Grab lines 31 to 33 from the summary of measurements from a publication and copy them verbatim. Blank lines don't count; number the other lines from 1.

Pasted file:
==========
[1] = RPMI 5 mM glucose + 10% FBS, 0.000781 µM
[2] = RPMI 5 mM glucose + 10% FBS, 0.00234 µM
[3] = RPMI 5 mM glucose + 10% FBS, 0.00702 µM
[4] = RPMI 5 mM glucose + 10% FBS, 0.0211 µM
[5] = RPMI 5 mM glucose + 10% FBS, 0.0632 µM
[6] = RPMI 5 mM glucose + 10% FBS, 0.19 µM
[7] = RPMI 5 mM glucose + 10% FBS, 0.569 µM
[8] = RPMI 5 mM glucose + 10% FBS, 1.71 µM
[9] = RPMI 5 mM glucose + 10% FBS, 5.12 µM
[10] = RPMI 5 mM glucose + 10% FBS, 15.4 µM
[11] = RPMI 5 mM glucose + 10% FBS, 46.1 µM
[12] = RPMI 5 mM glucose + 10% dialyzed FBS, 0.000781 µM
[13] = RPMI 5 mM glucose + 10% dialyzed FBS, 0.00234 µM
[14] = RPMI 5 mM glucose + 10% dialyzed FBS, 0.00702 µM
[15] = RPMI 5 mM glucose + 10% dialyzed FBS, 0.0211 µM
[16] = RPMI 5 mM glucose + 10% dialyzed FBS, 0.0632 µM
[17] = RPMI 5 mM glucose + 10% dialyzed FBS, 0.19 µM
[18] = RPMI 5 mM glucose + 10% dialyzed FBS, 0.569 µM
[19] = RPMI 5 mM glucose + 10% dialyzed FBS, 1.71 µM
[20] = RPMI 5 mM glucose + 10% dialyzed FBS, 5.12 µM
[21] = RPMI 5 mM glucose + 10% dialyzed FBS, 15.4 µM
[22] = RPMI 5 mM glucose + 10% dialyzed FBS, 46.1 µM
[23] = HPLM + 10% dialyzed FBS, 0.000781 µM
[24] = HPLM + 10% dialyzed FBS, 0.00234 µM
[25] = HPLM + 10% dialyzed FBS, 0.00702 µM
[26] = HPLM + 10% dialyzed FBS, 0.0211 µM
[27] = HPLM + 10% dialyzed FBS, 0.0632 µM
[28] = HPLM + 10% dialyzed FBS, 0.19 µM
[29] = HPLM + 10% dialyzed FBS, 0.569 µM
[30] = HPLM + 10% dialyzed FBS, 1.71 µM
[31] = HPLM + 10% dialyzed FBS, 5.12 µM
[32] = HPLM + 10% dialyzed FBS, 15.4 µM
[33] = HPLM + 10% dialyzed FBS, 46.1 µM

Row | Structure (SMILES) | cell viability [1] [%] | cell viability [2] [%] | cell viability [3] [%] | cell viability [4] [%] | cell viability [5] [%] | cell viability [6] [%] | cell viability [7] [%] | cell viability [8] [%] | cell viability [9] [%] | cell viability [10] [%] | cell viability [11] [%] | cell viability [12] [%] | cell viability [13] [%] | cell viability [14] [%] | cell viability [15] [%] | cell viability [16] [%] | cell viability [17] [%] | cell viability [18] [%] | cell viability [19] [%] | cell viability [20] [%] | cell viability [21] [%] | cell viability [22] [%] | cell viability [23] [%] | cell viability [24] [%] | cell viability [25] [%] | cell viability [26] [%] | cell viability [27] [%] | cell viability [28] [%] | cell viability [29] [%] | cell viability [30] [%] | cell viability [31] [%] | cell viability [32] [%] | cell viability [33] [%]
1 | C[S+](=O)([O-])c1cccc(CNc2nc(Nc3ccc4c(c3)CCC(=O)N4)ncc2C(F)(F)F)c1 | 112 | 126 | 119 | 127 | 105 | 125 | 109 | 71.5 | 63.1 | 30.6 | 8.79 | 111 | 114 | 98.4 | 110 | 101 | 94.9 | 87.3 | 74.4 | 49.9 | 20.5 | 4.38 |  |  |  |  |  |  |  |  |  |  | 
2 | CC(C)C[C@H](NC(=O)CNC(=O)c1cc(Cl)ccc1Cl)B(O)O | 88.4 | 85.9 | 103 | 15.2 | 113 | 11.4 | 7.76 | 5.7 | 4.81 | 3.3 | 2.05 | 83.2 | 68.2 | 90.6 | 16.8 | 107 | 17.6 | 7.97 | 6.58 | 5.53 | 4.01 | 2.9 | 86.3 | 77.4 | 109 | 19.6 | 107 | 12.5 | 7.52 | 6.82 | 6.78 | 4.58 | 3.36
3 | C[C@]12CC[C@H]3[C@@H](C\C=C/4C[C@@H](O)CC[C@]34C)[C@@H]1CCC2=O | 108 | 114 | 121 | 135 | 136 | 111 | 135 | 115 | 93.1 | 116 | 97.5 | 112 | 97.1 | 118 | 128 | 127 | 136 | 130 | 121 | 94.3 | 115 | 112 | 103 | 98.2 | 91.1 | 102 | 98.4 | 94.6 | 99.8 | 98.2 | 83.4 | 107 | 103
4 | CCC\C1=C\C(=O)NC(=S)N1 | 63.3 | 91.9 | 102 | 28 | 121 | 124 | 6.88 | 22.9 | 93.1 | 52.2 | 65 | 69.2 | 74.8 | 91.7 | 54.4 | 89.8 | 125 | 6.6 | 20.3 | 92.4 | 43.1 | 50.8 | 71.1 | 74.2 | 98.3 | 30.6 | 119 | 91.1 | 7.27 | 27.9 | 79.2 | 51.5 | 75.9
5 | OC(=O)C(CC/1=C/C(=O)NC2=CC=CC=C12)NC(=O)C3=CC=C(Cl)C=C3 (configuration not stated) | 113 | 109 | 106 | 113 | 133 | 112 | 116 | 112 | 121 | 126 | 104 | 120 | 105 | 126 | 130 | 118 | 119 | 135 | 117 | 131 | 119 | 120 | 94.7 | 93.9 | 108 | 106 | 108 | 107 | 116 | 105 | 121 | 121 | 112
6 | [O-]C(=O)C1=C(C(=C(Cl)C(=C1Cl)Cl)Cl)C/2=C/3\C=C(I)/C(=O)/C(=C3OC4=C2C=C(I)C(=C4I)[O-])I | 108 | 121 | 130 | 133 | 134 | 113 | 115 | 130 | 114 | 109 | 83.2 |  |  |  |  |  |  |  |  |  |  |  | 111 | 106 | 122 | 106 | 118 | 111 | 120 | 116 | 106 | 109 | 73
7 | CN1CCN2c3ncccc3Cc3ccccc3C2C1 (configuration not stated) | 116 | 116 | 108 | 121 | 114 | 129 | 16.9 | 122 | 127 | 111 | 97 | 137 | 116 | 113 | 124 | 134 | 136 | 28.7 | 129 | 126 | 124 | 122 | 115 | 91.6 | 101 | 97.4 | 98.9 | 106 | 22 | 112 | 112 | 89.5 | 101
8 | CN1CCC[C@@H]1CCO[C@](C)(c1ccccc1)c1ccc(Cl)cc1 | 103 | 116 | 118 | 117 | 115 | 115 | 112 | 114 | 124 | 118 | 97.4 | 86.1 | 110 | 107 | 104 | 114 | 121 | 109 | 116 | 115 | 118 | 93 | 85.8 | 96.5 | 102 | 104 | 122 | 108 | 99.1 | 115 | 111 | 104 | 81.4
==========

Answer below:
[31] = HPLM + 10% dialyzed FBS, 5.12 µM
[32] = HPLM + 10% dialyzed FBS, 15.4 µM
[33] = HPLM + 10% dialyzed FBS, 46.1 µM